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Gun Owners Brace For Obama's Executive Order

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Gun Owners Brace For Obama's Executive Order

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Gun Owners Brace For Obama's Executive Order

Gun Owners Brace For Obama's Executive Order

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The thought of new control measures being put into place have gun enthusiasts flocking to stores. Even a hint of new regulations brings heated discussion at a gun shop in Virginia.

RENEE MONTAGNE, HOST:

And now let's hear about guns from a different perspective - some gun owners themselves. NPR's Eyder Peralta went to a gun shop in Virginia, where sales are up. Guns have been flying off the shelves of late as talk grows louder of new regulations.

EYDER PERALTA, BYLINE: Even on a Monday afternoon, dozens of customers file in and out of SharpShooters Indoor Range and Pro Shop. The gun racks are bare and the manager works hard to keep the magazines full of ammo. Sherry Shoske comes in with her 20-year-old son, who is eager to try out their brand-new .22-caliber Uzi.

SHERRY SHOSKE: So I actually just bought that gun because I thought that he was going to be making changes so I should buy any gun that I want to buy before he makes the changes.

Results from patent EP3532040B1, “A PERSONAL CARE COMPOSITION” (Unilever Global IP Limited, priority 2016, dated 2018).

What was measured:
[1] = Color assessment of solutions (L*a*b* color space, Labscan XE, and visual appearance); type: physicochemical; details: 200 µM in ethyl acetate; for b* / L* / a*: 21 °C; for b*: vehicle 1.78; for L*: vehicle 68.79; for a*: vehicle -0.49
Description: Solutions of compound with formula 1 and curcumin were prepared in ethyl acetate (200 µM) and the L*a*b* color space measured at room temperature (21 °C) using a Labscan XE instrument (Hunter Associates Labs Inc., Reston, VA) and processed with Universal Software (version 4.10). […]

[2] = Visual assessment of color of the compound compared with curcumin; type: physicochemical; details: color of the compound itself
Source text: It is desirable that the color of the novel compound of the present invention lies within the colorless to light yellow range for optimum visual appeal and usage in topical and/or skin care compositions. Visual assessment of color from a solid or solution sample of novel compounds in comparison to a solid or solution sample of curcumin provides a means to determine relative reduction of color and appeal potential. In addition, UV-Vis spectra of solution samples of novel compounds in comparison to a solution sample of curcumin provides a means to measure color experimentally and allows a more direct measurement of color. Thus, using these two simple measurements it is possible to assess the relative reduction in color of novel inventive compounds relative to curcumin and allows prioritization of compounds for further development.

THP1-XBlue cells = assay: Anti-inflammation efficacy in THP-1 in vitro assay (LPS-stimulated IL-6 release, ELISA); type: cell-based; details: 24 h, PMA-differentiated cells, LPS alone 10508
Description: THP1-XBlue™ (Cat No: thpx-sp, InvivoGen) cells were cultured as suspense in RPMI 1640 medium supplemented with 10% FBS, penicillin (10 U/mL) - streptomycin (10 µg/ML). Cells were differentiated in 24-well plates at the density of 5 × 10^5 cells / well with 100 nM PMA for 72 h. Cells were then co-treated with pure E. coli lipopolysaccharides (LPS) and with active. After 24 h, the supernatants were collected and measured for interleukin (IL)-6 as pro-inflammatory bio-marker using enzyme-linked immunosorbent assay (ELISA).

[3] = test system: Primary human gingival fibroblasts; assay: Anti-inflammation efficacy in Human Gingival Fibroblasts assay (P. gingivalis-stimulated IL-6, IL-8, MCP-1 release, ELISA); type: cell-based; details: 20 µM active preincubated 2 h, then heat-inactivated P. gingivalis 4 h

PERALTA: The he she's referring to is President Obama, who is poised to announce a series of executive actions tightening access to guns. As you might expect, even a new hit of new regulations brings heated discussion at this shop. Jason Stevens, who just started shooting recently, says yes, this country has a problem with gun violence. But it's too complex an issue to fix with more regulation.

JASON STEVENS: I guess I don't see any solution. I don't know what to do. If I did, I would be writing to Congress right now instead of standing out here today.

PERALTA: He says now that he's a gun owner, he's come to appreciate military-style weapons like the AR-15. But he says he'd be willing to part with them.

STEVENS: If they were unavailable to me next week, I don't think I'd be too upset about it.

PERALTA: On the other side of the store, Chris Harto says that he didn't have an answer to widespread gun violence either.

CHRIS HARTO: It's easy to say if we didn't have guns, this wouldn't happen. But, you know, the reality is there's, you know, over 300 million guns in this country and they're not going to go away.

PERALTA: Even Shoske, the woman who bought the Uzi, ultimately expressed some nuance on the issue of gun control. She says buyers at gun shows should have to pass a background check. And she's disappointed that Obama and Congress haven't stopped mentally ill people from getting guns.

SHOSKE: Because I feel like you're punishing legal gun owners, and you're not doing anything about the mental health. I don't know why.

PERALTA: She wants a law requiring doctors to flag patients who shouldn't own guns. Eyder Peralta, NPR News, Lorton, Va.

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